The sweetest of strikes. The look skyward. The thud and roll. The celebration.
The winning Ryder Cup moment is more often than not remembered for a putt or a concession but in 2014 it was Jamie Donaldson's approach to the 15th at Gleneagles that will always take centre stage.
It was appropriate that the build up rather than the finish should be the thing to seal glory in a year when Captain Paul McGinley left no stone unturned in his quest to make it three in a row for Europe.
The Irishman's attention to detail and meticulous preparation has gone down in Ryder Cup history and even extended to him making sure there were blue and yellow fish in the tanks in the European wing of the Gleneagles hotel.
He went out of his way to get to know Victor Dubuisson and cultivate a partnership between the rookie and Graeme McDowell, a process that was months in the making.
He took the perceived risk to select a rookie as a Captain's Pick but that rookie was a Scot in Stephen Gallacher - who had only missed out on automatic qualification by a whisker - and he balanced that out by also selecting veterans Lee Westwood and Ian Poulter.
It has been said by players and pundits alike that no European Team has ever been better prepared but it was the Americans who won the Friday morning fourballs 2½-1½, with only the new pairing of Henrik Stenson and Justin Rose taking a full point.
It was in the foursomes where Europe came to the fore, with the long-planned partnership of Dubuisson and McDowell taking down Phil Mickelson and Keegan Bradley 3 and 2, a pair that were undefeated in four Ryder Cup matches together.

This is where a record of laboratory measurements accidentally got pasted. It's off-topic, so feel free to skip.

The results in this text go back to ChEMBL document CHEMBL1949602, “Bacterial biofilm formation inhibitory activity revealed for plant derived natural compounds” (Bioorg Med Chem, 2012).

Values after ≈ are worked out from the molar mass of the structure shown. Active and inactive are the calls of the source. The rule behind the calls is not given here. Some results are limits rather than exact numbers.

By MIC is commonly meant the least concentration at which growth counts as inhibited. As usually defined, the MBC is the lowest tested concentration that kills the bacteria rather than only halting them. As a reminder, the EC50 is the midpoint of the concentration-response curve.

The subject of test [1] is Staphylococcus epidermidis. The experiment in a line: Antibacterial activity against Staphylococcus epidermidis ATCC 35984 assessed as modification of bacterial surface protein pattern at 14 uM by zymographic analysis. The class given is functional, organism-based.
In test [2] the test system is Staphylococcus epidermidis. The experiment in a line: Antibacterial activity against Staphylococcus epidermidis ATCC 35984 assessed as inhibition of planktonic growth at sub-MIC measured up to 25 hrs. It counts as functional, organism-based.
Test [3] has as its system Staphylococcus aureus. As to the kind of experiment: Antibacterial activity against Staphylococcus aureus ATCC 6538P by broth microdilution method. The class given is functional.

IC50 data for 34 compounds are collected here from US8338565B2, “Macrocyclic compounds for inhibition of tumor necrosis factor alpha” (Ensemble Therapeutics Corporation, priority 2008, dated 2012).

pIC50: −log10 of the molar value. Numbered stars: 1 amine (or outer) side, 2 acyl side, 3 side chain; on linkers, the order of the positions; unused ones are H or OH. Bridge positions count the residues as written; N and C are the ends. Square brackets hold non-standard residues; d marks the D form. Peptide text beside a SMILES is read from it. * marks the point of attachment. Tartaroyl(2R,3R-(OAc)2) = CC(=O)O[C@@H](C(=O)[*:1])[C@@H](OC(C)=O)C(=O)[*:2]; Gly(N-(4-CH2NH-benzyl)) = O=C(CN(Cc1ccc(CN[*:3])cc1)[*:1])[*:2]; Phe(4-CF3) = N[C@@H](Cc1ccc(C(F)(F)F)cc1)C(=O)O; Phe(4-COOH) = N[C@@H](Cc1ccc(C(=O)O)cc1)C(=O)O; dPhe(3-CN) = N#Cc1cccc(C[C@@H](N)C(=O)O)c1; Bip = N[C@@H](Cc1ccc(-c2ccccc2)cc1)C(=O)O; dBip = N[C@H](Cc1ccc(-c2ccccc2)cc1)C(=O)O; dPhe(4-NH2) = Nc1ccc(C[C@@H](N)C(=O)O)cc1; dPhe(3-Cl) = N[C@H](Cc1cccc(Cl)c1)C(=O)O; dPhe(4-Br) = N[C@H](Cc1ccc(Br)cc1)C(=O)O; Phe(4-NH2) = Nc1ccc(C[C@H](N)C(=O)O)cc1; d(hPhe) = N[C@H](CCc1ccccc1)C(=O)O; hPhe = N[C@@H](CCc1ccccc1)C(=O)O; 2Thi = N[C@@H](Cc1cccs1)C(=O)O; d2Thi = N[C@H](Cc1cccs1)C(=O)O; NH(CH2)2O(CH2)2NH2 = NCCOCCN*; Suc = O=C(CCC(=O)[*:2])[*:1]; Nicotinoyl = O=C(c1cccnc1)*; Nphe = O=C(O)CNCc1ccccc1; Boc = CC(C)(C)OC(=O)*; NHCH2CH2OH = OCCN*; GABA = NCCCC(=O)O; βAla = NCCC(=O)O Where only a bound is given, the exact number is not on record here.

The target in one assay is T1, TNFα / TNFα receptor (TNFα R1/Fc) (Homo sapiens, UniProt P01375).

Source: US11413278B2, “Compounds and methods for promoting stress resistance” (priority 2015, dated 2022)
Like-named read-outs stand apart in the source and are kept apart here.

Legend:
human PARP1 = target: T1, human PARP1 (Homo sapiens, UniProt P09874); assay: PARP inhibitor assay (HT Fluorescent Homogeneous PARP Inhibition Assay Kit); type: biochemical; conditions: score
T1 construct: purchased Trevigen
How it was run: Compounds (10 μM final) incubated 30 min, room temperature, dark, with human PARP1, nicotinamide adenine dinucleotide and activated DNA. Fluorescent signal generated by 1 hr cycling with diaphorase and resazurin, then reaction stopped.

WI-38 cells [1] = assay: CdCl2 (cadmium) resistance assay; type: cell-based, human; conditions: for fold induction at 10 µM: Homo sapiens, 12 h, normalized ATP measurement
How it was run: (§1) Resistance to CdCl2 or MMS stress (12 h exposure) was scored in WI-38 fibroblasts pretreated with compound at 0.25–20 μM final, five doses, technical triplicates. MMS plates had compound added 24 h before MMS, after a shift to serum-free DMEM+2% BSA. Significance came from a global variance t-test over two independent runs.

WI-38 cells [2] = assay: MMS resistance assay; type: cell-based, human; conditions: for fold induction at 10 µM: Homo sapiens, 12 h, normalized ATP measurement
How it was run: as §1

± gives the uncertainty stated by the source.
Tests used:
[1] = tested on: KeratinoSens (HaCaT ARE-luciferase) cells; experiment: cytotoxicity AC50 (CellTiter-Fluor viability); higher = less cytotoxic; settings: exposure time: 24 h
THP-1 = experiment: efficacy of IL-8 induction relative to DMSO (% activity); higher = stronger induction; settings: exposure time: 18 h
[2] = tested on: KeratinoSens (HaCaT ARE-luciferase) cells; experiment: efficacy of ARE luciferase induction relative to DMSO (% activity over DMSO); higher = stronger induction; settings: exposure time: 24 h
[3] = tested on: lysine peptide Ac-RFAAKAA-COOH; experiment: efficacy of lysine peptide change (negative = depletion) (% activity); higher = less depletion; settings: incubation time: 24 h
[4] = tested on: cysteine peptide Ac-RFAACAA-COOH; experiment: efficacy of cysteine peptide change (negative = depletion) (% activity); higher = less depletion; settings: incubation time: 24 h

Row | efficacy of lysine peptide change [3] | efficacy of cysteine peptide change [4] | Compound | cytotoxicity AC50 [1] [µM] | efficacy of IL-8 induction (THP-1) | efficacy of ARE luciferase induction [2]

Rose and Stenson won again and McGinley put Donaldson with Westwood to defeat Jim Furyk and Matt Kuchar.
Westwood - playing in his ninth Ryder Cup - had previously helped steer rookies Martin Kaymer and Nicolas Colsaerts to wins in their first matches and he helped do it again.
America cut the deficit on Saturday morning – with just Rose and Stenson claiming a full point to maintain their 100 per cent record - but the afternoon was once again a sea of blue.
Donaldson and Westwood, and McDowell and Dubuisson once again produced their alchemy, with Sergio Garcia and Rory McIlroy also taking a point to make it 10-6 heading into the singles.
For once their was little drama on Sunday as McIlroy and McDowell stretched the lead to six points and the Americans never got any closer to Europe than where they had started the day.
Donaldson had shown he was a man for the big occasion by winning the D+D REAL Czech Masters to earn his place in Scotland and he showed his mettle again, putting that approach to a foot on the 15th to get Europe to 14½ points.
The eventual winning margin was 16½-11½, a victory so great it prompted the Americans to form their Ryder Cup taskforce, and they would win the trophy back in 2016.
Meticulous McGinley was like no other Captain before him and he may have changed the role and the Ryder Cup forever – on both sides of the Atlantic.